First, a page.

It’s the first time you walk into a golf course and then you notice those colored stakes and lines here and there. You start to wonder what those colors mean and how they could affect your plays.
In this article, we are going to give light to what those stake and line colors you see around golf courses and what it would cost you should you end up crossing them while playing. The common colors of stakes and lines you would notice are the whites, yellows and reds. Let’s examine what these colors mean and the penalties involved should you end up crossing them.
- The white stakes on a golf course indicate out-of-bounds. That is, beyond the stakes’ nearest inside point is out-of-bounds.
- The while lines on a golf course mean the same thing as white stakes, though an indication of out-of-bounds in a different way. That is, a white line painted on the ground where beyond it is out-of-bounds.
It is worth noting that a golf course could also use other markers as out-of-bounds indicators such as a fence.
When you go out-of-bounds, the stroke-and-distance penalty applies which means you get a one-stroke penalty and play the ball again from the previous spot. And because the nature of complying to this penalty takes time, hitting a provisional ball instead is a good alternative. More on this can be found in Rule 27.
- The yellow stakes on a golf course indicate a water hazard. You could argue that a water hazard is too obvious to put a mark on, yes, but there are cases when this marking works including but are not limited to indicating a ditch as a water hazard.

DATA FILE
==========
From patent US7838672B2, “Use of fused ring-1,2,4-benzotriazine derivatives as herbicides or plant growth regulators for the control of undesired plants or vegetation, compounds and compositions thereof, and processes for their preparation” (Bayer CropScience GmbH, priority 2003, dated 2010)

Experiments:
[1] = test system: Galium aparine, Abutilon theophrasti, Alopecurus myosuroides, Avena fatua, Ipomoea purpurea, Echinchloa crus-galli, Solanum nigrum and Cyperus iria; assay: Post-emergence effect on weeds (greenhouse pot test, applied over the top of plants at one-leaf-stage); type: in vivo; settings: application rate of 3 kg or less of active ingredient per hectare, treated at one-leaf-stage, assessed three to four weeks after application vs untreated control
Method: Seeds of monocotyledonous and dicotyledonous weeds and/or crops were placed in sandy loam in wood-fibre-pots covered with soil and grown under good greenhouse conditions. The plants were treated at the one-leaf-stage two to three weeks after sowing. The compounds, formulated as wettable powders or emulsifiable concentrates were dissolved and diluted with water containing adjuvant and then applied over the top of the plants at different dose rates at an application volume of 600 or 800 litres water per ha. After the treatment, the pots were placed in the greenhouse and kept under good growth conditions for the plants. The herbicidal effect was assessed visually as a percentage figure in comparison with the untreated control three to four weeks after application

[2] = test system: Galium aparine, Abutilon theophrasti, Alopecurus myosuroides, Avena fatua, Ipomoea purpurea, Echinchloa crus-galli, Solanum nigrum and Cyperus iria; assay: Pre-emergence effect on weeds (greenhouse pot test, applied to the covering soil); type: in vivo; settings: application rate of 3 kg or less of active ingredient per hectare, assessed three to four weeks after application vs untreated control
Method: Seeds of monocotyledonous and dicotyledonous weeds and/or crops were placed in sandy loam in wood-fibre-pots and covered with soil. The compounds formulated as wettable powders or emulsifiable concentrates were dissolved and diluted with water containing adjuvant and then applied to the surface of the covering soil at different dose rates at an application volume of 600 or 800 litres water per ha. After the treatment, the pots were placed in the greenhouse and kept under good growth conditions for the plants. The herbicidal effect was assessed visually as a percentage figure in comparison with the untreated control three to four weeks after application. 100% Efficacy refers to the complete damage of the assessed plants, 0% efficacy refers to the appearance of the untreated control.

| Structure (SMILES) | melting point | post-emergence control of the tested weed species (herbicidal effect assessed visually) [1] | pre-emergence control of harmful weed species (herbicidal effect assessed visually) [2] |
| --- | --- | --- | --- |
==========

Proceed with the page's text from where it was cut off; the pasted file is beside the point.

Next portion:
- The yellow lines on a golf course mean the same – a regular or normal water hazard.
You get a one-stroke penalty for landing your golf ball onto a water hazard. Your ball is considered in the water hazard when it touches the yellow markers or lies within the hazard.
It is also worth noting that there are two options a golfer can choose from for dealing with a one-stroke penalty due to water hazard. The first option is to play the ball from its previous spot. And the other option is to take a drop – that is dropping the ball at any point behind the hazard marker that was violated. More on water hazard rules in Rule 26.
- The red stakes on a golf course indicate a lateral water hazard. A lateral water hazard is different from a normal water hazard for it is lateral or it runs alongside the line of play. Simply put, a normal water hazard runs across the line of play while the lateral water hazard runs adjacent to the line of play.
- The red lines on a golf course also indicate a lateral water hazard.
It is worth noting that a single body of water hazard could have its side marked differently depending on whether its parts run adjacent or across the line of play. That is to say a water hazard could have a yellow stake or line from one side and a red stake or line from the other side depending on its position and coverage on a golf course.
You either play your ball (if possible) or apply the one-stroke penalty and take a drop for having your ball in a lateral water hazard.
There are two options to drop a ball in this scenario. One is by dropping your ball within two club lengths of the point where the ball crosses or touches the hazard, no nearer the hole. The other is to go to the opposite side of the lateral water hazard and drop your golf ball at a spot on the hazard’s margin that is equidistant from the hole. All of these are explained in detail in Rule 26.
The next time you visit a golf course or when you visit Costa Del Sol Golf Club, you already have an understanding of what those stake and line colors mean and how they could potentially affect your plays. As always, try your best to land your ball away from those stakes and lines to avoid the dreaded one-stroke penalty and to keep your golf score as low as possible.